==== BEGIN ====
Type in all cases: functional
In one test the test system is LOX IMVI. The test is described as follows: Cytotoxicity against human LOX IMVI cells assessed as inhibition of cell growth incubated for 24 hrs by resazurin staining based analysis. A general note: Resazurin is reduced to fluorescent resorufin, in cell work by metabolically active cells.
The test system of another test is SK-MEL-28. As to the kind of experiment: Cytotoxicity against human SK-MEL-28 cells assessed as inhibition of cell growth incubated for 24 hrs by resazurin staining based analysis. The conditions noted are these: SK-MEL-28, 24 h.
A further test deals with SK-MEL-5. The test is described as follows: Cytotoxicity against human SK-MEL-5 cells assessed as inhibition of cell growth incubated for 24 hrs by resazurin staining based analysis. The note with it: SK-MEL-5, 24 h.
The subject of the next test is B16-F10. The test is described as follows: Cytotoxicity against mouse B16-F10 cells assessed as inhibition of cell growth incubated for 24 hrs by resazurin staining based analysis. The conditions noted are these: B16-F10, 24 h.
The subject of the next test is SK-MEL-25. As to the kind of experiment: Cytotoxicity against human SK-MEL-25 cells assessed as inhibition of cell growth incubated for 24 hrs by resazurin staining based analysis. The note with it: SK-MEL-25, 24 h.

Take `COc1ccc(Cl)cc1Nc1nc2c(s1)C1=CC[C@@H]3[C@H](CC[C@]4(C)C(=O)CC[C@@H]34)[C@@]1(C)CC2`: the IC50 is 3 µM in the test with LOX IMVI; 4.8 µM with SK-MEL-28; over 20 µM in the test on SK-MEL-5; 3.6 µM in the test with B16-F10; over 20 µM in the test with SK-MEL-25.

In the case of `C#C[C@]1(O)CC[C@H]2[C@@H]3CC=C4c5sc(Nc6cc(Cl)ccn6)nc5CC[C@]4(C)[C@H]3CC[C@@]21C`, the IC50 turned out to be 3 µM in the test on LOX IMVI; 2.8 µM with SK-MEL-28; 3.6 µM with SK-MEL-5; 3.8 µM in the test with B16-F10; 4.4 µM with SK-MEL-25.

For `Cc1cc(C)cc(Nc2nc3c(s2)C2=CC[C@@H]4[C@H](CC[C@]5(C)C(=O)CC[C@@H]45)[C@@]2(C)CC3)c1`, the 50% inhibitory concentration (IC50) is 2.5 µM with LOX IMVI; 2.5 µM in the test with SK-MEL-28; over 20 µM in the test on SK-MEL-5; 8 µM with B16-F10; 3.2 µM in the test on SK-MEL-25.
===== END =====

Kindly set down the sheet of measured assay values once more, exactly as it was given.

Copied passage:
Type in all cases: functional
In one test the test system is LOX IMVI. The test is described as follows: Cytotoxicity against human LOX IMVI cells assessed as inhibition of cell growth incubated for 24 hrs by resazurin staining based analysis. A general note: Resazurin is reduced to fluorescent resorufin, in cell work by metabolically active cells.
The test system of another test is SK-MEL-28. As to the kind of experiment: Cytotoxicity against human SK-MEL-28 cells assessed as inhibition of cell growth incubated for 24 hrs by resazurin staining based analysis. The conditions noted are these: SK-MEL-28, 24 h.
A further test deals with SK-MEL-5. The test is described as follows: Cytotoxicity against human SK-MEL-5 cells assessed as inhibition of cell growth incubated for 24 hrs by resazurin staining based analysis. The note with it: SK-MEL-5, 24 h.
The subject of the next test is B16-F10. The test is described as follows: Cytotoxicity against mouse B16-F10 cells assessed as inhibition of cell growth incubated for 24 hrs by resazurin staining based analysis. The conditions noted are these: B16-F10, 24 h.
The subject of the next test is SK-MEL-25. As to the kind of experiment: Cytotoxicity against human SK-MEL-25 cells assessed as inhibition of cell growth incubated for 24 hrs by resazurin staining based analysis. The note with it: SK-MEL-25, 24 h.

Take `COc1ccc(Cl)cc1Nc1nc2c(s1)C1=CC[C@@H]3[C@H](CC[C@]4(C)C(=O)CC[C@@H]34)[C@@]1(C)CC2`: the IC50 is 3 µM in the test with LOX IMVI; 4.8 µM with SK-MEL-28; over 20 µM in the test on SK-MEL-5; 3.6 µM in the test with B16-F10; over 20 µM in the test with SK-MEL-25.

In the case of `C#C[C@]1(O)CC[C@H]2[C@@H]3CC=C4c5sc(Nc6cc(Cl)ccn6)nc5CC[C@]4(C)[C@H]3CC[C@@]21C`, the IC50 turned out to be 3 µM in the test on LOX IMVI; 2.8 µM with SK-MEL-28; 3.6 µM with SK-MEL-5; 3.8 µM in the test with B16-F10; 4.4 µM with SK-MEL-25.

For `Cc1cc(C)cc(Nc2nc3c(s2)C2=CC[C@@H]4[C@H](CC[C@]5(C)C(=O)CC[C@@H]45)[C@@]2(C)CC3)c1`, the 50% inhibitory concentration (IC50) is 2.5 µM with LOX IMVI; 2.5 µM in the test with SK-MEL-28; over 20 µM in the test on SK-MEL-5; 8 µM with B16-F10; 3.2 µM in the test on SK-MEL-25.